Family Therapy

Are there issues in your family that feel just too big for you to solve?

Family therapy is a form of psychotherapy that seeks to reduce distress and conflict by improving the systems of interactions between family members. While family therapists often seek to have all family members (affected by the problem) in the room, that is not always possible or necessary. What distinguishes family therapy from individual counseling is its perspective or framework, not how many people are present at the therapy session. This type of counseling views problems as patterns or systems that need adjusting, as opposed to viewing problems as residing in the person, which is why family therapy is often referred to as a “strengths based treatment.”

“Family” is defined by the modern family therapist as anyone who plays a long-term supportive role in one’s life, which may not mean blood relations or family members in the same household. Family relationships are viewed as important for good mental health, regardless of whether all family members are participating in the therapy. It is an ideal counseling method for helping family members adjust to an immediate family member struggling with an addiction, medical issue or mental health diagnosis. It is also recommended for improving communication and reducing conflict.

7 common reasons for seeking family therapy include:

Positive Outcomes of Family Therapy

Family therapy can be helpful on many levels. A good course of family therapy helps these 5 areas:


Photograph of Happy Children

Marriage and Family Therapist are trained in systems models, and they have clinically trained in multiple approaches (Bowenian Family Systems Therapy, Internal Family Systems, Experiential Family Therapy, Emotionally Focused Family Therapy, Transactional Analysis Therapy, Structural Family Therapy, etc.), that research has demonstrated is effective in helping families improve their relationships and follow-up studies show these improvements are long lasting.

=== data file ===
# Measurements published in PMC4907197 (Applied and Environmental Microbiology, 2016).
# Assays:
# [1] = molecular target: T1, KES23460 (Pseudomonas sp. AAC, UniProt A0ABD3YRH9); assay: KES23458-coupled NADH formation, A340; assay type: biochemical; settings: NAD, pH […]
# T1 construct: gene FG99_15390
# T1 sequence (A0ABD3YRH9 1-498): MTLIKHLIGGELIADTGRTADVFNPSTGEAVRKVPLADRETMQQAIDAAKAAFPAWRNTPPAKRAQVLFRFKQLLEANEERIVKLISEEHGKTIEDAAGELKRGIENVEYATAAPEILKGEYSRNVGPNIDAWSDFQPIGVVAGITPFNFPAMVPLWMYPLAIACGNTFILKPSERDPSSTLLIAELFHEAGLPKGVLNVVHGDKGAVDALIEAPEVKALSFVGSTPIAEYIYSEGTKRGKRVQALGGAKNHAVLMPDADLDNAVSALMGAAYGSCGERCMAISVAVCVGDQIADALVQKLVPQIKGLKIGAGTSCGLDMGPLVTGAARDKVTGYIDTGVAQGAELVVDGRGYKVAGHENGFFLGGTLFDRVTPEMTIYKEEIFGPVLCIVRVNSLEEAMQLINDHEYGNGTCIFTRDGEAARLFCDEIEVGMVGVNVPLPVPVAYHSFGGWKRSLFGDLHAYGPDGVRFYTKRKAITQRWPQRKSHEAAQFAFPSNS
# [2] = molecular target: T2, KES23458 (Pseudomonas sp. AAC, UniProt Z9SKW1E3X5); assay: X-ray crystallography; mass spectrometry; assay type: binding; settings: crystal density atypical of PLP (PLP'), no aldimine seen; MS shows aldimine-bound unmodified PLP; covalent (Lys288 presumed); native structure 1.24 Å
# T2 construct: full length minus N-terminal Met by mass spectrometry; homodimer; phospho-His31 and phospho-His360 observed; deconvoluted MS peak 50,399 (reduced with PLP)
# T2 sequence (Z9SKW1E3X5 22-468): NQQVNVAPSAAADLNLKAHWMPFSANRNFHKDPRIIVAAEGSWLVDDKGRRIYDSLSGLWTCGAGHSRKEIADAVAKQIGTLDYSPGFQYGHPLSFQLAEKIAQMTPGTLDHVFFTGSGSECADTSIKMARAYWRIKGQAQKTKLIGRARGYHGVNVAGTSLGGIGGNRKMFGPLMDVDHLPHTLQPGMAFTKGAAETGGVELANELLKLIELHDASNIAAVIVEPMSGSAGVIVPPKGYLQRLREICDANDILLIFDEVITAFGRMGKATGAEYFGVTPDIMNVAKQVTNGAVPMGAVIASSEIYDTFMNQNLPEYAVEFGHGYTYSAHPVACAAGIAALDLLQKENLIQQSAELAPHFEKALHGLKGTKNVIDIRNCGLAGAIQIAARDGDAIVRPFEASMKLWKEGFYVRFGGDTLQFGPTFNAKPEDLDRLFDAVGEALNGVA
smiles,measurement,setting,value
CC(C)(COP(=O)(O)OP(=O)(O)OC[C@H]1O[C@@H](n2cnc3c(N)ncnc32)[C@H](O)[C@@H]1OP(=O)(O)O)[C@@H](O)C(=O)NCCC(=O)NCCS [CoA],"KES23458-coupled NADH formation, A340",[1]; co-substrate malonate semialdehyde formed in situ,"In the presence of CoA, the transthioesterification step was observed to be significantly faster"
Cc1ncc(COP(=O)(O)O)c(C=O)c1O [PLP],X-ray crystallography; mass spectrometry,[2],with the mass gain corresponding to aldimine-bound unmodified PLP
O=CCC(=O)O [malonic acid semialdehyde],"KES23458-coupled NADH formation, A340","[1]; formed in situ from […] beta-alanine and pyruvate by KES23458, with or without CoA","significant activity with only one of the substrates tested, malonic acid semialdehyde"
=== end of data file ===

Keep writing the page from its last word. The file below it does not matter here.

Marriage and Family Therapist are trained to assess family dynamics and systemic patterns expanding to include multi-generational family systems. Our family of origin mentors our behavior, and we play out those dynamics in our own families. Once we recognize those patterns of behavior we can change them and understand what shapes us as human beings.

Marriage and Family Therapist’s assess family structure, or hierarchy, family subsystems, and boundaries, both rigid and flexible. Family therapist believe that an individual is best understood within the context of his/her family relationships. It does not assign blame on either the individual or the family but attempts to change the faulty pattern in which the family members have been interacting.

Family counselors look at the entire family as a system. A system is one in which the whole is more than the sum of its parts. Family therapy says that a family is a living system and change in one member causes changes in all the other parts of the family system. These are the emotional patterns in a family that continue over the generations. In families, the parent can pass on an emotional view of the world (the emotional process), which is taught in each generation, from parent to child. Reactions to this process can range from open conflict, to physical or emotional problems in one family member, to reactive distancing. Problems with family members may include things like substance abuse, irresponsibility, depression etc.